The prophets of Israel abhorred and excoriated those who hid moral corruption behind a mask of ritual punctiliousness. Typical in this regard are the defiant words of Jeremiah, uttered as he stood at the very entrance to the Temple (7, 9-10):
הגנב רצח ונאף והשבע לשקר וקטר לבעל והלך אחרי אלהים אחרים אשר לא ידעתם:
(י) ובאתם ועמדתם לפני בבית הזה אשר נקרא שמי עליו ואמרתם נצלנו למען עשות את כל התועבות האלה:
Jeremiah's audience, tragically, never got the message. They paid a very high price for their obtuseness. Their descendants in the Orthodox community, both Haredi and Modern Orthodox, don't appear to be any more enlightened. There is a moral rot, an ethical disconnect that too often appears among the members of our community. This, it seems to me, is an especially egregious fault when we consciously blind ourselves to the heinous moral iniquities of those upon whom we look to as leaders.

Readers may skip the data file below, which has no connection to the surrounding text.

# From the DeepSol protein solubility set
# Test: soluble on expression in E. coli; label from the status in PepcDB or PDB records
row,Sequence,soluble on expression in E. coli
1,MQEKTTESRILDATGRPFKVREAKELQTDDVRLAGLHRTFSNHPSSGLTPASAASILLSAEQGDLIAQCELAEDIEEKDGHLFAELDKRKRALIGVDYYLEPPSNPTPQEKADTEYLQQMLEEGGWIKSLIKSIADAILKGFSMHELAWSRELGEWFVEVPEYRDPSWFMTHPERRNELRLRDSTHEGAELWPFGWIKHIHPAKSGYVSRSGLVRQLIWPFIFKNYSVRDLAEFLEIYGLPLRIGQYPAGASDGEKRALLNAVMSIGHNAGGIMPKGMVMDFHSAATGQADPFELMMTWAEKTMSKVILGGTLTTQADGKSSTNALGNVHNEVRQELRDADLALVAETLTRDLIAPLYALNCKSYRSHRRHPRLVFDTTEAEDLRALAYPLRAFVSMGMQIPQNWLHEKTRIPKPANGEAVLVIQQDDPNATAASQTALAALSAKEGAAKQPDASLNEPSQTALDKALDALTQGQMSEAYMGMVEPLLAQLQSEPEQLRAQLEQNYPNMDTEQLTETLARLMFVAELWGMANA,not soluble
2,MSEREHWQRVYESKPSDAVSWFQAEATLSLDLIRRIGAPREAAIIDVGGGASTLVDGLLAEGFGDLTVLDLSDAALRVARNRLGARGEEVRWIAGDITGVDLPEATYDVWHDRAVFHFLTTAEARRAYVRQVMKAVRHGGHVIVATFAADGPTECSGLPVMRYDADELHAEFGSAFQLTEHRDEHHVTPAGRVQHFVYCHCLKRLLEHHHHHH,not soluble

It is truly incredible. We would not brook a thief or a murderer as a Rav, a Rosh Yeshiva or as a Religious intellectual who seeks to use his or her position to participate in the ethical discourse of the Observant community. However, we have no trouble ignoring or denying behavior which destroys families, undermines the lives of children and is no less worthy of moral calumny. We make excuses for them, מאכען ניט וויסענדיק, and bask in the chiaroscuro brilliance of their words and writings, teachings and pronouncements.
We have, it must be admitted, become morally obtuse and lost our basic sensitivity.
This may be true in academia. However, it does not and cannot pass muster among those who presume to represent, and interpret, God's Torah. The Torah makes no distinction between ethical and moral behaviors, or between Yoreh Deah, Even ha-Ezer and Hoshen Mishpat. If you flagrantly reject one, you forfeit your right to an opinion on the others.
Sometimes, we are expected to reshape ourselves....even into triangles.